Ann Workman is smart but naïve, a misfit who's traveled from rural Kentucky to graduate school in the transformative years of the late 1960s. Then she meets Jim. She doesn't attend Stanford as planned. Many years later, Ann recalls this time of innocence—and her own obsession with Jimmy—as she faces another life crisis. Seeking escape from her problems, she tries to imagine where she might be if she had chosen differently all those years ago.
...vibrant ... Dear Ann steers clear of politics; this is not a war novel. Mason is more invested in charting Ann’s inner life as a passionate disciple of literature and how a first great love casts a shadow over the rest of her life ... a crisp collage, the whole of a life greater than the sum of its parts. Mason’s in complete command, from the alternate-reality premise right to the shocking plot twist at the end. Despite its serious themes, Dear Ann is a limpid, riveting read, set in a deceptively light register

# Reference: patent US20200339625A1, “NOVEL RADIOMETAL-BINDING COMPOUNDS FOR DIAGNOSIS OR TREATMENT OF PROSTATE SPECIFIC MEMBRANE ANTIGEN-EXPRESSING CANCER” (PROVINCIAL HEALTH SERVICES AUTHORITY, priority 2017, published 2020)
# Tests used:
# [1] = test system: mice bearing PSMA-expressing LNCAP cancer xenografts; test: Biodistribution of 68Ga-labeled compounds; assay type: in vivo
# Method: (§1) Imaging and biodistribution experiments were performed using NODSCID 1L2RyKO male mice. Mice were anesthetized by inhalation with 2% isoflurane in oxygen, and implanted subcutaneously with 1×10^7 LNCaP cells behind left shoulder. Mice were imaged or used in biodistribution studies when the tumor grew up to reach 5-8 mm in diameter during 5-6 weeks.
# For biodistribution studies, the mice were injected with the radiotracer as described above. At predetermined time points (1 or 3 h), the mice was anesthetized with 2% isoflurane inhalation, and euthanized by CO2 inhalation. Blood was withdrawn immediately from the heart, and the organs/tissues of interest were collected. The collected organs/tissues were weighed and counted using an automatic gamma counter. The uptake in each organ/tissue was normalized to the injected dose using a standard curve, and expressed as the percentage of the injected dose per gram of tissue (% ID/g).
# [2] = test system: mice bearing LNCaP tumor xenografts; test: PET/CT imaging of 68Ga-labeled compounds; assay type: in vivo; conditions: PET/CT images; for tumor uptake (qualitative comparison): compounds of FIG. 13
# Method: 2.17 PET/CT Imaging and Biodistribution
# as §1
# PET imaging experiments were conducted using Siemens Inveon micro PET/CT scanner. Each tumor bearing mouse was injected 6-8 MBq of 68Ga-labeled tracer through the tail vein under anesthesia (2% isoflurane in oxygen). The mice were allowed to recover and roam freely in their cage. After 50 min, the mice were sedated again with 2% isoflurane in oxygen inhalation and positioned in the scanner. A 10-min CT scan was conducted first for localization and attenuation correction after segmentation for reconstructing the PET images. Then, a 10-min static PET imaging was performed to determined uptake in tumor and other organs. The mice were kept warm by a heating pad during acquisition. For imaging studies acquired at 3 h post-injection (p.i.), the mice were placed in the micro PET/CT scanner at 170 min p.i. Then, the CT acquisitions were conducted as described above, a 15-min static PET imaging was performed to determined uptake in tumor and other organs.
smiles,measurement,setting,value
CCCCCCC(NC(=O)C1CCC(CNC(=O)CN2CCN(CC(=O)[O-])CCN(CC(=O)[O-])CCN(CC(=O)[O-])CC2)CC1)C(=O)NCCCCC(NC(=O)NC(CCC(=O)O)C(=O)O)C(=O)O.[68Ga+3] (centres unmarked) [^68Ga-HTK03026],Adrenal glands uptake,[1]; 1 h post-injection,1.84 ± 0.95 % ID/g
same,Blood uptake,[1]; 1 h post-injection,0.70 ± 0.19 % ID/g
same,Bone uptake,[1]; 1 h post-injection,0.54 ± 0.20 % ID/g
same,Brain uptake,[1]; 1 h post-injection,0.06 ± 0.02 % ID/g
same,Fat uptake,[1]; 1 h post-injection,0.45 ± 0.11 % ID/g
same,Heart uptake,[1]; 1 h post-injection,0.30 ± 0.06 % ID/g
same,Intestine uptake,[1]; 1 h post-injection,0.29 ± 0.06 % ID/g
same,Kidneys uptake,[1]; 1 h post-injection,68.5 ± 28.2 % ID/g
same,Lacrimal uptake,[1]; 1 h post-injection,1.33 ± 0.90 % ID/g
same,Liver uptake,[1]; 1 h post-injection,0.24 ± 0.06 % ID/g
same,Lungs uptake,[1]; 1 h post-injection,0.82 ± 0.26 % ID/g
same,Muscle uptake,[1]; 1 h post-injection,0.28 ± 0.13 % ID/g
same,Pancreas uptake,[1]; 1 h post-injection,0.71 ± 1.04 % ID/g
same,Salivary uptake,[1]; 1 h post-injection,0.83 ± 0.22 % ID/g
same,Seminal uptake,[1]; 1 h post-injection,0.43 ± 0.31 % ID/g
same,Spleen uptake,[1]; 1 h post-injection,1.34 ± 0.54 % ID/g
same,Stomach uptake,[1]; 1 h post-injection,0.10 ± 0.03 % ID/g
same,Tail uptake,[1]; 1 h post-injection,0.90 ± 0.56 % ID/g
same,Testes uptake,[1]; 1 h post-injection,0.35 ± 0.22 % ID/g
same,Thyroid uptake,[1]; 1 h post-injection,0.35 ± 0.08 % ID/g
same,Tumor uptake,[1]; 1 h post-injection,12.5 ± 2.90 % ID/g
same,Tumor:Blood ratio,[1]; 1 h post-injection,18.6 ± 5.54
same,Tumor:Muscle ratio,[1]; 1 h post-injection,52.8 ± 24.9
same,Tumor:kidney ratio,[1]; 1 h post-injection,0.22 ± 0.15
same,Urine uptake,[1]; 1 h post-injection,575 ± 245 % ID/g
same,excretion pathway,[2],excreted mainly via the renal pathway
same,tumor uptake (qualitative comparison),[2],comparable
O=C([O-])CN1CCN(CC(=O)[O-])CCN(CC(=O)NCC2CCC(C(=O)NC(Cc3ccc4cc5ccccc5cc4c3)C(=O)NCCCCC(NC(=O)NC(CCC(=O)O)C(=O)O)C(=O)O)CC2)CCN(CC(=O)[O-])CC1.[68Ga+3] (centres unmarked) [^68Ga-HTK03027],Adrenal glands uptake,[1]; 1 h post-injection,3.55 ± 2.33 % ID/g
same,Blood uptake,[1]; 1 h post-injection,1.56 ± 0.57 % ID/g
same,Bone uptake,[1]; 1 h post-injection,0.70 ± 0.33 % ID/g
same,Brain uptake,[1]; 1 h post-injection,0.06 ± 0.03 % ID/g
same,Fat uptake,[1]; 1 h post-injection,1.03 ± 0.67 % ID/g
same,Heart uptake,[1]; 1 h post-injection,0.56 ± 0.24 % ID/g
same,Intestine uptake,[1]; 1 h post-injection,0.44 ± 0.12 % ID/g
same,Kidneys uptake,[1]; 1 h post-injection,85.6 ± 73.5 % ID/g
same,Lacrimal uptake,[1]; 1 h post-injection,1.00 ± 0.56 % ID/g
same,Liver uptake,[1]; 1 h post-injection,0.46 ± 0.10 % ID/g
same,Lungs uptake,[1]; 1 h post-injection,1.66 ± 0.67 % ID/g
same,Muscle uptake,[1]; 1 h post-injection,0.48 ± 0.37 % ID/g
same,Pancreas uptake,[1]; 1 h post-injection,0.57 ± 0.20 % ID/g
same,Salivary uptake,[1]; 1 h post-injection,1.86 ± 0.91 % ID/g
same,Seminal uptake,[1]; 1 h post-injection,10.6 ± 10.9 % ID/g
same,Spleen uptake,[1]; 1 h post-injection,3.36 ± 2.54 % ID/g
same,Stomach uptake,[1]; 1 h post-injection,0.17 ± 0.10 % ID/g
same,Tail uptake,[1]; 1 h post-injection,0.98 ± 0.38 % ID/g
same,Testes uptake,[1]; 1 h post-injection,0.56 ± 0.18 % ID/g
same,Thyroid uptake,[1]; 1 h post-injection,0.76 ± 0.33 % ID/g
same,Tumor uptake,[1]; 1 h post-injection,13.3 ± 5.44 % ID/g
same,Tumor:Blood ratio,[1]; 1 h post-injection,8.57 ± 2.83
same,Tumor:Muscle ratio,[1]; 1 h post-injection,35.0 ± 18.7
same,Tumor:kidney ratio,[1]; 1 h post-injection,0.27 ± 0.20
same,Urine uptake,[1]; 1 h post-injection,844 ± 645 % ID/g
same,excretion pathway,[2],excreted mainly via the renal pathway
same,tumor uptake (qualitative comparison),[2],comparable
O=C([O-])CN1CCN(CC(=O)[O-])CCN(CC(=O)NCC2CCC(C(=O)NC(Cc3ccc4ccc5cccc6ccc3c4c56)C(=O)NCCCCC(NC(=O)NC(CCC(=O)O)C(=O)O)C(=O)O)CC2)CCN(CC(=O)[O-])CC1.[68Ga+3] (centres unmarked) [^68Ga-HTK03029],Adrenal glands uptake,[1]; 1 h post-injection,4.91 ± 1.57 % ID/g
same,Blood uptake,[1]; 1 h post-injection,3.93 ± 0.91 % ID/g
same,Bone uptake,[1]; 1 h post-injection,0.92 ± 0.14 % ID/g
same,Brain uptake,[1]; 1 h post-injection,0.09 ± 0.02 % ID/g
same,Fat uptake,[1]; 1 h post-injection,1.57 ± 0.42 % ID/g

Mason’s time-shifting narrative can be difficult to follow, but she vividly recreates those heady counterculture days as a poignant backdrop for the regrets one often faces when one follows one’s head instead of one’s heart.